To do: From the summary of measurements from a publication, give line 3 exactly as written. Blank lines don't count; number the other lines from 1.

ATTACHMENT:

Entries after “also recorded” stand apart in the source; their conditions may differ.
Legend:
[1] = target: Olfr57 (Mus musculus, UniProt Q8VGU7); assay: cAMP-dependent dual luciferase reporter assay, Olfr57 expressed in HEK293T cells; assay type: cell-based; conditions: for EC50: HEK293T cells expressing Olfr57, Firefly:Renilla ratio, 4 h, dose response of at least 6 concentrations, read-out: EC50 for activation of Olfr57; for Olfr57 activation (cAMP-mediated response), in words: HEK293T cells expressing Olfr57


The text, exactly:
[1] = target: Olfr57 (Mus musculus, UniProt Q8VGU7); assay: cAMP-dependent dual luciferase reporter assay, Olfr57 expressed in HEK293T cells; assay type: cell-based; conditions: for EC50: HEK293T cells expressing Olfr57, Firefly:Renilla ratio, 4 h, dose response of at least 6 concentrations, read-out: EC50 for activation of Olfr57; for Olfr57 activation (cAMP-mediated response), in words: HEK293T cells expressing Olfr57